Q. How did you deal with living with cameras on you all the time?
You think about that initially because you’re, like, “I don’t want to say the wrong thing. I don’t want to offend somebody.” But ultimately you revert back to who you are. You can only walk on eggshells for so long. You’re only reminded of it when this thing is played back, and you’re, like, “Oh, my gosh, we got into this conversation, and now we have to watch it.” But by that time, I’ve made peace with it.
Q. What surprised you about being on “The Bachelor”?
I was surprised at how polarizing it was. There was a lot that took place in the season that was being discussed on Fox News, on CNN that has ripple effects literally across the country. I think important conversations came out of some of the situations (on racial issues).
Q. How are things going with ABC Food Tours?
Last year with the push that we saw in the country for social justice and equality, that has refocused our approaches to how we want to serve the students. A lot is centered around providing an opportunity for them when they finish with us, jobs and externships that can potentially change the trajectory of their life.
Q. How did you decide on your new focus on hydroponics in the schools?
(It’s) what I’m most excited about. During the quarantine, I started growing my food with Tyler. I didn’t know that much about farming or hydroponics, but what I figured out was that Tyler and I could grow our own food by plugging in this machine (with) a mixture of water and sun, and if we could do it, then anybody could do it.
And that got our wheels turning about how we wanted to interact with our students. We spent a year trying to combat this virus and making sure that we were sanitizing and quarantining and that nothing (unhealthy was) coming in our body. Education around not only hydroponics, but how to prepare and grow your own food, is important because I think that’s where we’re going as a country and as a world. Farming currently is archaic. As the population grows and the land is constant — we’re not going to grow more land — we have to come up with creative ways to utilize what we have.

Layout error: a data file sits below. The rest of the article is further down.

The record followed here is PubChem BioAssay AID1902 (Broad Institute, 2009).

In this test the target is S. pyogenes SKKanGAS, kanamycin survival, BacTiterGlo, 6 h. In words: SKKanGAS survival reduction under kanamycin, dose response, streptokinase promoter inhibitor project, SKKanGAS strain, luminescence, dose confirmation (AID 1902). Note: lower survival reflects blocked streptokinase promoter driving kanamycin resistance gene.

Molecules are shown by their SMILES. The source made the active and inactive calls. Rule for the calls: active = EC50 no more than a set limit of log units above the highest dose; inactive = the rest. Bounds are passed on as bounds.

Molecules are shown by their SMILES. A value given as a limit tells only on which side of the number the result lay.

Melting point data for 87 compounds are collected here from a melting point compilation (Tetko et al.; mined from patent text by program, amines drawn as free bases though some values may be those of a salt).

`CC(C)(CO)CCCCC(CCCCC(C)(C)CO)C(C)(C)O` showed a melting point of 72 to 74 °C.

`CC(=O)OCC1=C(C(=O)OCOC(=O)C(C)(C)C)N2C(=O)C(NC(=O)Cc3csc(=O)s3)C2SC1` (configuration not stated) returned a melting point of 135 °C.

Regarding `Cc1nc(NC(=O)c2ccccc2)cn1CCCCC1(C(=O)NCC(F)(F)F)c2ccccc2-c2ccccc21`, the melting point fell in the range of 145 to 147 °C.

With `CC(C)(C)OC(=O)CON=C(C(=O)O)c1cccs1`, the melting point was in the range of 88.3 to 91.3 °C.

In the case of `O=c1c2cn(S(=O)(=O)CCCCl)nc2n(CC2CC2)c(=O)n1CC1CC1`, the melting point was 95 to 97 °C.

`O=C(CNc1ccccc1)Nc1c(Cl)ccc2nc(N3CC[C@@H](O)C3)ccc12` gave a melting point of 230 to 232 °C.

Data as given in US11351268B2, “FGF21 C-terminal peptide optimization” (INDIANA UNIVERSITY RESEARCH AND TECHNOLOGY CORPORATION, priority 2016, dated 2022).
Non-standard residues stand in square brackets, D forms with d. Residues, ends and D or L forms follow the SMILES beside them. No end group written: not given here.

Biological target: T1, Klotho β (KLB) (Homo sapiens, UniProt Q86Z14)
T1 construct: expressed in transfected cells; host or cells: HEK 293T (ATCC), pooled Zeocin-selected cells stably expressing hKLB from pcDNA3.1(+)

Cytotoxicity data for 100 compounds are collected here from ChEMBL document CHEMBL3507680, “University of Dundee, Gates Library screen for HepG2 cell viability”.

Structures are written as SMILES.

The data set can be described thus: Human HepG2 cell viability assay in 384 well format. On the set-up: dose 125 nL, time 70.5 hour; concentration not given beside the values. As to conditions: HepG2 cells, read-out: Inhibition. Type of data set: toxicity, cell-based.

The goal is to create skills and life lessons that go hand in hand with growing your own food, farming, being sustainable, feeding people, being in your community, working a good job, having responsibility. All those things we’re tying into these hydroponics farms that we’re intending on placing in communities, urban areas that our students are going to work. They’re going to grow, whether it’s mushrooms, lettuce, tomatoes, eggplant, squash, and they’re going to be in charge of that process all the way through, making sure that they’re packaged and ready to be sent off to different purchasers in the city — restaurants, grocery stores.
(That includes how to cook) because a lot of the students have never had access to healthy food, and there’s 100 different ways to prepare an eggplant that are delicious. Hydroponic farm stands are what we’re going to have in classrooms, with similar lessons but on a smaller scale.
We’ll start with the hopes of spreading out through (New York City) and then the same thing in Chicago and LA.